When working with Microsoft Access from Excel (or another application) using Automation, take the following steps:
1. Set a reference to the Microsoft Access 10.0 Object Library. (Refer to "Setting Up References to Object Libraries" earlier in this chapter).
2. Declare an object variable to represent the Microsoft Access Application object.
In this declaration line, objAccess is the name of the object variable, and Access.Application qualifies the object variable with the name of the Visual Basic object library that supplies the object.
3. Return the reference to the Application object and assign that reference to the object variable. Return the reference to the Application object using the CreateObject function, GetObject function, or the New keyword. Assign the reference to the object variable with the Set statement.
Dim objAccess As Object
Set objAccess = Create0bject("Access.Application.10")
Use the CreateObject function to return a reference to the Application object when there is no current instance of the object. If Microsoft Access is already running, a new instance is started and the specified object is created.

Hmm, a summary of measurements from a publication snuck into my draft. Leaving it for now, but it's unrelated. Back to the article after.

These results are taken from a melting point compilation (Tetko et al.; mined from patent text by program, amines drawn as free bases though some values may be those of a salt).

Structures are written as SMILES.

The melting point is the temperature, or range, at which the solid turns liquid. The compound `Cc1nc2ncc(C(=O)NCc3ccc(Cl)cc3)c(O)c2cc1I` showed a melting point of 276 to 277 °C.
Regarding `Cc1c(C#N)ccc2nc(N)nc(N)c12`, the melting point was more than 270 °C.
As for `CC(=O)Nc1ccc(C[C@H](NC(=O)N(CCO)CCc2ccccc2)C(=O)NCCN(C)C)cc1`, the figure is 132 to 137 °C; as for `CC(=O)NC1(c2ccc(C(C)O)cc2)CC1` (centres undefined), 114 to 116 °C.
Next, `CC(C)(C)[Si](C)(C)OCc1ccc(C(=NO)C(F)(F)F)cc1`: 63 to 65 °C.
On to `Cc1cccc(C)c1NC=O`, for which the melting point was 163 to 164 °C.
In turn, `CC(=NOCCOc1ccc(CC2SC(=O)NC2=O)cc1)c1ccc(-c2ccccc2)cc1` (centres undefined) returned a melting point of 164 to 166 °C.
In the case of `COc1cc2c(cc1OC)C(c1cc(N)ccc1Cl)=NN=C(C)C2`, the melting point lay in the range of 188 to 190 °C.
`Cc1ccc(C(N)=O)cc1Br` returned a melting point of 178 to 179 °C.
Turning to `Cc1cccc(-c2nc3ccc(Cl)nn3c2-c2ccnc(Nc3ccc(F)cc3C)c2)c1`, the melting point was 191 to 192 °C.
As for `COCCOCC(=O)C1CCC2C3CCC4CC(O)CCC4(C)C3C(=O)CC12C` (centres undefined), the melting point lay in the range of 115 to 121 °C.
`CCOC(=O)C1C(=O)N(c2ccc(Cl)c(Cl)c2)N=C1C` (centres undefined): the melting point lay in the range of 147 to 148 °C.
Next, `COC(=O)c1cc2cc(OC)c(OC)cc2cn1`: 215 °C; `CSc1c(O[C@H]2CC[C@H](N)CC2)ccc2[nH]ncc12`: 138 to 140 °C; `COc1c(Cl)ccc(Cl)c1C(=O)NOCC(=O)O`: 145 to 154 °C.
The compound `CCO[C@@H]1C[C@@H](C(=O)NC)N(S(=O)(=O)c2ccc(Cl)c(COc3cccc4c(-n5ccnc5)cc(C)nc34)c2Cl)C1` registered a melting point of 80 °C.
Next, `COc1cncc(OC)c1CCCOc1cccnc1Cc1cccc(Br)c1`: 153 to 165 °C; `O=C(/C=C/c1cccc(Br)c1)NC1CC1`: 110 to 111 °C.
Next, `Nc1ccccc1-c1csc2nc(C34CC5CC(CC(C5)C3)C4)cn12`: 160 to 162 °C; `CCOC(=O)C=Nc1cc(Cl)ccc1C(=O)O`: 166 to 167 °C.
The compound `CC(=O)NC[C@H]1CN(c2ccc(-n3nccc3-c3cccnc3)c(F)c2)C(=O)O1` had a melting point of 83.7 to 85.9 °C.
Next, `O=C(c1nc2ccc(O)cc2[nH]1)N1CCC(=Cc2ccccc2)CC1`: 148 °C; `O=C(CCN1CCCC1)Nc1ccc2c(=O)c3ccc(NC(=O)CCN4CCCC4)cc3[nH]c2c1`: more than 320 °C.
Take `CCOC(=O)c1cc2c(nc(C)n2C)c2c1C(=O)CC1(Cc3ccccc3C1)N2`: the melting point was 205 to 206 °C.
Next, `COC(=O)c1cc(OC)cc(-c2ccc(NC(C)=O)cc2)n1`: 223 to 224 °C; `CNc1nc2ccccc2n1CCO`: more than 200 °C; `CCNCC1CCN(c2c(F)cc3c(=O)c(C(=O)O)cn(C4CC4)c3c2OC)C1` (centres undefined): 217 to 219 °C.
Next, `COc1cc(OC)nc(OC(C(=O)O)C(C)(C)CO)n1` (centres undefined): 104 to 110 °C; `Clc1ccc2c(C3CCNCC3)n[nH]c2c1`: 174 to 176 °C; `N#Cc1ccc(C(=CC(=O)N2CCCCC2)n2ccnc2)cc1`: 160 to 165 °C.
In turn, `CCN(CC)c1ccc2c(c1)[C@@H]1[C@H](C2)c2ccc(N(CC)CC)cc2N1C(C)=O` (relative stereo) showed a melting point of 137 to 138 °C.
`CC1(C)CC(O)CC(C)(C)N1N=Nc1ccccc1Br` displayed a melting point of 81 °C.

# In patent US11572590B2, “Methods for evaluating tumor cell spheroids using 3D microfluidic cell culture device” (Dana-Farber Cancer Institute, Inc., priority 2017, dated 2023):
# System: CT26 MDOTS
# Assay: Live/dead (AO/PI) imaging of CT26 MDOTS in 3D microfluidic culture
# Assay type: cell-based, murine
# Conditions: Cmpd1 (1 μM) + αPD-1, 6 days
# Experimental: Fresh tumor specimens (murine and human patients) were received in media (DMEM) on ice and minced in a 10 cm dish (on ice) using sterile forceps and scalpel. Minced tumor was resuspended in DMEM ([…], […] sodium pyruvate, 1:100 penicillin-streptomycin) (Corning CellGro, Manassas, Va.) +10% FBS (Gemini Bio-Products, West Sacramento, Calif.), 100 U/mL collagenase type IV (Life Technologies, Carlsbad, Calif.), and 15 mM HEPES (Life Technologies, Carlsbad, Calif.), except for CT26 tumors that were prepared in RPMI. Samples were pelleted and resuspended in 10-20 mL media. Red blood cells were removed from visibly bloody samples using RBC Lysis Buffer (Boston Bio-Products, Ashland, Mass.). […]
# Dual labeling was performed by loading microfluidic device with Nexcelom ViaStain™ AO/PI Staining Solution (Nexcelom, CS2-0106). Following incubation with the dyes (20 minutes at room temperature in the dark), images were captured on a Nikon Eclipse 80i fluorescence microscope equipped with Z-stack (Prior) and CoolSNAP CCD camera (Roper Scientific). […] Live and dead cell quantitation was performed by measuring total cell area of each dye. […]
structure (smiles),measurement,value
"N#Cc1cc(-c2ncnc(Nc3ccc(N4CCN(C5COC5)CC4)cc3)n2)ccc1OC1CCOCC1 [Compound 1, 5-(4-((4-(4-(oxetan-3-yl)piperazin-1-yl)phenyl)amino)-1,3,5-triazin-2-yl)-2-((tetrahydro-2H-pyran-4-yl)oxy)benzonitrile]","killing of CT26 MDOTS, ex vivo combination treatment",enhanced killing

Dim objAccess As Object
Set objAccess = Get0bject(, "Access.Application.10") or
Set Set objAccess = Get0bject("C:\Program Files\ _
& "Microsoft 0ffice\0ffice\Samples\Northwind.mdb")
Use the GetObject function to return a reference to the Application object to use the current instance of Microsoft Access or to start Microsoft Access and have it load a file. (For more information, see Tip 15-2.)
The above statement uses the New keyword to declare an object variable, return a reference to the Application object, and assign the reference to the object variable, all in one step.
You can also declare an object variable using the two-step method, which gives more control over the object:
Dim objAccess As Access.Application Set objAccess = New Access.Application
■ When you declare the object variable with the New keyword, the Access application does not start until you begin working with the object variable in your VBA code.
■ When you use the New keyword to declare the Application object variable, a new instance of Microsoft Access is created automatically and you don't need to use the CreateObject function.
■ Using the New keyword to create a new instance of the Application object is faster than using the CreateObject function.
Because a computer can have more than one version of Microsoft Access installed, include the version number in the argument of the GetObject or CreateObject function. The last four versions of Microsoft Access are shown below:
Microsoft Access 2002 Access.Application.10 Microsoft Access 2000 Access.Application.9 Microsoft Access 97 Access.Application.8